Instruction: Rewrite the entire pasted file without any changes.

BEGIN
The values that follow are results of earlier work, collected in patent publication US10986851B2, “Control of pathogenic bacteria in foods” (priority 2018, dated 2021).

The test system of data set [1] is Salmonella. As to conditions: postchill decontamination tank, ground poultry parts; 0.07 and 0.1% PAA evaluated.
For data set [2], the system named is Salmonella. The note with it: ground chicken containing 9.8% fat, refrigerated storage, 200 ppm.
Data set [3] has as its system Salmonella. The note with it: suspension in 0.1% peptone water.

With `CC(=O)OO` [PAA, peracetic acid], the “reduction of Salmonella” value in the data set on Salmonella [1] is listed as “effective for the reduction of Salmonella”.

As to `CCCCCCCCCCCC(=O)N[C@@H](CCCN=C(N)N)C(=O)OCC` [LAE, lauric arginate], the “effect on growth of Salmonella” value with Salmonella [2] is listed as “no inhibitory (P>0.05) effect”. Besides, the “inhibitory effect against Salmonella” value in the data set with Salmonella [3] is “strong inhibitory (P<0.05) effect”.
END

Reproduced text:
The values that follow are results of earlier work, collected in patent publication US10986851B2, “Control of pathogenic bacteria in foods” (priority 2018, dated 2021).

The test system of data set [1] is Salmonella. As to conditions: postchill decontamination tank, ground poultry parts; 0.07 and 0.1% PAA evaluated.
For data set [2], the system named is Salmonella. The note with it: ground chicken containing 9.8% fat, refrigerated storage, 200 ppm.
Data set [3] has as its system Salmonella. The note with it: suspension in 0.1% peptone water.

With `CC(=O)OO` [PAA, peracetic acid], the “reduction of Salmonella” value in the data set on Salmonella [1] is listed as “effective for the reduction of Salmonella”.

As to `CCCCCCCCCCCC(=O)N[C@@H](CCCN=C(N)N)C(=O)OCC` [LAE, lauric arginate], the “effect on growth of Salmonella” value with Salmonella [2] is listed as “no inhibitory (P>0.05) effect”. Besides, the “inhibitory effect against Salmonella” value in the data set with Salmonella [3] is “strong inhibitory (P<0.05) effect”.